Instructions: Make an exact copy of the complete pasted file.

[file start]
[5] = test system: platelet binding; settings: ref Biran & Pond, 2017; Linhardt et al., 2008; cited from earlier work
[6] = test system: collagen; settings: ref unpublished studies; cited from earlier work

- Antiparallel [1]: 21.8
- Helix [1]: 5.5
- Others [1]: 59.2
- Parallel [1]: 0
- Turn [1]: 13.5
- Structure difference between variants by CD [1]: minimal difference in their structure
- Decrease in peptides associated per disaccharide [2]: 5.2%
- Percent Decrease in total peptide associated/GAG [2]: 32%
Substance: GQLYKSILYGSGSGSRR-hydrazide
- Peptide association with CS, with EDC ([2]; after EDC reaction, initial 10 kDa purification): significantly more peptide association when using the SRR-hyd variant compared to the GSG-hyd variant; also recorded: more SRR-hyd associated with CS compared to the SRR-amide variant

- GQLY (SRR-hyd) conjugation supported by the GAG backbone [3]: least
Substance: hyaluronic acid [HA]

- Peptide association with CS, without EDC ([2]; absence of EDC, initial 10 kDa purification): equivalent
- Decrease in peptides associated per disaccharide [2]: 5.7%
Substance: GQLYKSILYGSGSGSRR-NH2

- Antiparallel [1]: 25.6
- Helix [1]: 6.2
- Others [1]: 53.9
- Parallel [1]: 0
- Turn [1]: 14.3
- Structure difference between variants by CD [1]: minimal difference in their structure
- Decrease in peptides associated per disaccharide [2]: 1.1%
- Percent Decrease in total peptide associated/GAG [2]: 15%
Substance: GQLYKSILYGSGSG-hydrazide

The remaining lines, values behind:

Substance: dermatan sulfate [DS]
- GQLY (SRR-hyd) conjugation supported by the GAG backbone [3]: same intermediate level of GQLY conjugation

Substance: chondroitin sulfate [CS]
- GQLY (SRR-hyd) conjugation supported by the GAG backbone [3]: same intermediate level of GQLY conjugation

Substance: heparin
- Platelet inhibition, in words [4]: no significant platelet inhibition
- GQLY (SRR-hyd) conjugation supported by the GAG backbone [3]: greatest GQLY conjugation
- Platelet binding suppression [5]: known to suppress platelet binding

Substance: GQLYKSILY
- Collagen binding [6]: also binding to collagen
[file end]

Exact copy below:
[5] = test system: platelet binding; settings: ref Biran & Pond, 2017; Linhardt et al., 2008; cited from earlier work
[6] = test system: collagen; settings: ref unpublished studies; cited from earlier work

- Antiparallel [1]: 21.8
- Helix [1]: 5.5
- Others [1]: 59.2
- Parallel [1]: 0
- Turn [1]: 13.5
- Structure difference between variants by CD [1]: minimal difference in their structure
- Decrease in peptides associated per disaccharide [2]: 5.2%
- Percent Decrease in total peptide associated/GAG [2]: 32%
Substance: GQLYKSILYGSGSGSRR-hydrazide
- Peptide association with CS, with EDC ([2]; after EDC reaction, initial 10 kDa purification): significantly more peptide association when using the SRR-hyd variant compared to the GSG-hyd variant; also recorded: more SRR-hyd associated with CS compared to the SRR-amide variant

- GQLY (SRR-hyd) conjugation supported by the GAG backbone [3]: least
Substance: hyaluronic acid [HA]

- Peptide association with CS, without EDC ([2]; absence of EDC, initial 10 kDa purification): equivalent
- Decrease in peptides associated per disaccharide [2]: 5.7%
Substance: GQLYKSILYGSGSGSRR-NH2

- Antiparallel [1]: 25.6
- Helix [1]: 6.2
- Others [1]: 53.9
- Parallel [1]: 0
- Turn [1]: 14.3
- Structure difference between variants by CD [1]: minimal difference in their structure
- Decrease in peptides associated per disaccharide [2]: 1.1%
- Percent Decrease in total peptide associated/GAG [2]: 15%
Substance: GQLYKSILYGSGSG-hydrazide

The remaining lines, values behind:

Substance: dermatan sulfate [DS]
- GQLY (SRR-hyd) conjugation supported by the GAG backbone [3]: same intermediate level of GQLY conjugation

Substance: chondroitin sulfate [CS]
- GQLY (SRR-hyd) conjugation supported by the GAG backbone [3]: same intermediate level of GQLY conjugation

Substance: heparin
- Platelet inhibition, in words [4]: no significant platelet inhibition
- GQLY (SRR-hyd) conjugation supported by the GAG backbone [3]: greatest GQLY conjugation
- Platelet binding suppression [5]: known to suppress platelet binding

Substance: GQLYKSILY
- Collagen binding [6]: also binding to collagen